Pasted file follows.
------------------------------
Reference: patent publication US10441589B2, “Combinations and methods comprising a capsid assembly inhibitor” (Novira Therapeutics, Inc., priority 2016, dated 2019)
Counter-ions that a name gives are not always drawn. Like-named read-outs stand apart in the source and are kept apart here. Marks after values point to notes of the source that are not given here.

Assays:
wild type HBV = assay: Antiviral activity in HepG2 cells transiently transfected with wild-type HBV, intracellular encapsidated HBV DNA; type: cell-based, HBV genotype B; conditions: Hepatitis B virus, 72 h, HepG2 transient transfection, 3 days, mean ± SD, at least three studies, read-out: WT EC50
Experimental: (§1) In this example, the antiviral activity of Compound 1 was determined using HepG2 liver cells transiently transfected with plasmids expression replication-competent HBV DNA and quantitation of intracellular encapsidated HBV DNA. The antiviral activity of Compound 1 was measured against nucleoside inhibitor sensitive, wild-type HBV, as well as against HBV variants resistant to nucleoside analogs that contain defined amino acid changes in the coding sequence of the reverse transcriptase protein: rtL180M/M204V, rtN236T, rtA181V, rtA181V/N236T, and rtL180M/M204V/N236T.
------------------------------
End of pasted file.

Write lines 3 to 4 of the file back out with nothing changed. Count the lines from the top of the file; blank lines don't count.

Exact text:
Assays:
wild type HBV = assay: Antiviral activity in HepG2 cells transiently transfected with wild-type HBV, intracellular encapsidated HBV DNA; type: cell-based, HBV genotype B; conditions: Hepatitis B virus, 72 h, HepG2 transient transfection, 3 days, mean ± SD, at least three studies, read-out: WT EC50